Passengers ponder minister's rail pledge

Train passengers in East Anglia were left wondering last night how much of the government's promised multi-billion pound investment in the railways will be spent in this region.

Train passengers in East Anglia were left wondering last night how much of the government's promised multi-billion pound investment in the railways will be spent in this region.

Transport secretary Ruth Kelly yesterday unveiled firm plans for a £5.5bn cross-London Thameslink scheme, a £425m redevelopment at Reading station and a £128m project at Birmingham New Street station.

But it was unclear whether some of the money promised to relieve bottlenecks will be spent improving the capital's congested Liverpool Street station - the last stop on the Norwich to London line - and whether any of the promised 1,300 new carriages will ease overcrowding on busy East Anglian commuter routes.

One thing was clear: passengers will foot the majority of the bill.

Ms Kelly revealed that at present fares account for about half of rail revenue but by 2014 this figure will have risen to about 75pc.

There were also calls last night for the rural network not to be sidelined in the investment plans.

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Christopher Fraser, Tory MP for South West Norfolk, said: “This government has made many similar promises in the past but has failed to deliver the right results,” he said.

Publishing the transport white paper, Ms Kelly said the aim was to produce a railway capable of carrying double the number of passengers and twice the amount of freight by 2030 - with a network and trains matching the best in Europe.

“Our railway is flourishing and in this white paper we show how we will grow and develop the network for decades to come,” she said.

“Passengers want not only more capacity and reliability on their trains but also more modern stations, simple and efficient ticketing, quality of service and value for money. They're right to be so demanding and this strategy can deliver what they want.”

Some of the plans were welcomed in this region, such as a pledge that there would be no rural line closures over the next seven years.

Peter Lawrence, the Norfolk-based president of the independent campaign group Rail Future, said simplifying the fare system and tackling overcrowding were good news for rail users but was disappointed that the East/West rail link was not part of the white paper.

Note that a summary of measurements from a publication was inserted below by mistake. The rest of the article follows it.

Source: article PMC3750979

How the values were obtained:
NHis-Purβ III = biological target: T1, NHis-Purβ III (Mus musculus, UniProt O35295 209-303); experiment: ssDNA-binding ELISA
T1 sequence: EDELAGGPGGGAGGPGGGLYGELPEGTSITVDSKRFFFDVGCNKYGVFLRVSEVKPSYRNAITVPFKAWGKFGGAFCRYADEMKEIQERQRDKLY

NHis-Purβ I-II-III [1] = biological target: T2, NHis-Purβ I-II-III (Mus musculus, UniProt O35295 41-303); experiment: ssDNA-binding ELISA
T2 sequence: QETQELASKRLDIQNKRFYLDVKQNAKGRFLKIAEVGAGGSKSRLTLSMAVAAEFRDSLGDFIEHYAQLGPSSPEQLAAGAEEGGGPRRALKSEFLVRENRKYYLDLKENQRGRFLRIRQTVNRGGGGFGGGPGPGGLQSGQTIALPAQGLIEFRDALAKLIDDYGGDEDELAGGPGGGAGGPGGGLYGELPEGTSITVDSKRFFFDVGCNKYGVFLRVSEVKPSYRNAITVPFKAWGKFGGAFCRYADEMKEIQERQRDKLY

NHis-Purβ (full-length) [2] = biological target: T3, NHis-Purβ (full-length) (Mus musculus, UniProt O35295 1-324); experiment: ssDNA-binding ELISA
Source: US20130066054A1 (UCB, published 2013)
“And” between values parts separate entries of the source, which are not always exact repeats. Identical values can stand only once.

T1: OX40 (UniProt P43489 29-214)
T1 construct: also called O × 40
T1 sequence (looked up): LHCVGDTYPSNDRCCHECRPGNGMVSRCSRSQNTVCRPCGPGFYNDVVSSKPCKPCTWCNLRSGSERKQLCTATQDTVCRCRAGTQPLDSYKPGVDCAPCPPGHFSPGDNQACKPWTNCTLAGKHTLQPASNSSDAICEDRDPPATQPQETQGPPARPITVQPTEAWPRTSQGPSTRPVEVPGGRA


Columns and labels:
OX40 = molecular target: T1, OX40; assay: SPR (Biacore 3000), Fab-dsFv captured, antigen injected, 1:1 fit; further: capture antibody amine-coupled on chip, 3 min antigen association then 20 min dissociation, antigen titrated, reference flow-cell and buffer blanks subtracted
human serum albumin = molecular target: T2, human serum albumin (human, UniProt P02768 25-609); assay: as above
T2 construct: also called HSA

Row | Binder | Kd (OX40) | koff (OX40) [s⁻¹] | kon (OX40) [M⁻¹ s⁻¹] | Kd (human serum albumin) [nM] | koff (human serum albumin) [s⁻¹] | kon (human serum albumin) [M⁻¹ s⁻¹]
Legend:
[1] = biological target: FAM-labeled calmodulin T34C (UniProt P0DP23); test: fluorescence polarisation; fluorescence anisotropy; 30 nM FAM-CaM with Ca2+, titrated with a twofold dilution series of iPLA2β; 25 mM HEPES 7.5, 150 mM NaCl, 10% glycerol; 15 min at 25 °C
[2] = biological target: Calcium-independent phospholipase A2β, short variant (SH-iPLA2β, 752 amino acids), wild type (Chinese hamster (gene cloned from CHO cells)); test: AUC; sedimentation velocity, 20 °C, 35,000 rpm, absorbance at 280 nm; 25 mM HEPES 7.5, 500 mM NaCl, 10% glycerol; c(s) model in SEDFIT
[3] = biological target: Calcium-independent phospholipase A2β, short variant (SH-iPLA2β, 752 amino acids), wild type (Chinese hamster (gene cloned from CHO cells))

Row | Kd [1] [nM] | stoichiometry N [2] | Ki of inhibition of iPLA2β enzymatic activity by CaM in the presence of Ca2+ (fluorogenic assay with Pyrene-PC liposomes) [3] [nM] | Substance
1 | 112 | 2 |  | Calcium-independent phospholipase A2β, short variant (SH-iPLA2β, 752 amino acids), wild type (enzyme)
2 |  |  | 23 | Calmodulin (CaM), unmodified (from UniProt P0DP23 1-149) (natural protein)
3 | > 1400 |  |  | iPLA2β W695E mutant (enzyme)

“If we had that we could avoid people having to travel through London, it is an important route and one we have been fighting for for many years,” he said.

The watchdog was concerned about possible fare increases to foot the bill.

Mr Lawrence said: “If we want people not to fly and go on the train instead, obviously fares have to be cheaper and if they increase it is going to deter people from the rail - it is something we will keep an eye on,”

The white paper envisages an increase in capacity to cope with growth of 22.5pc on the railways by 2014 by which time there should be a target reached of a 3pc reduction in the risk of death or injury to passengers and rail staff and a 25pc reduction in delays of more than 30 minutes.

In the longer term the government is envisaging a doubling in capacity over 30 years with intercity express trains entering service in 2015, starting on the East Coast and Great Western main lines.

Jonathan Denby, One Railway spokesman, said: “Today was always going to be an overarching picture. Our view is that we welcome the statement which makes it clear that the government has identified the railways as an area in need of investment.

“Some of the investment in 150 stations across the network is likely to be felt in East Anglia and we will submit our bid to ensure our fair share of the 1,300 carriages come our way.”

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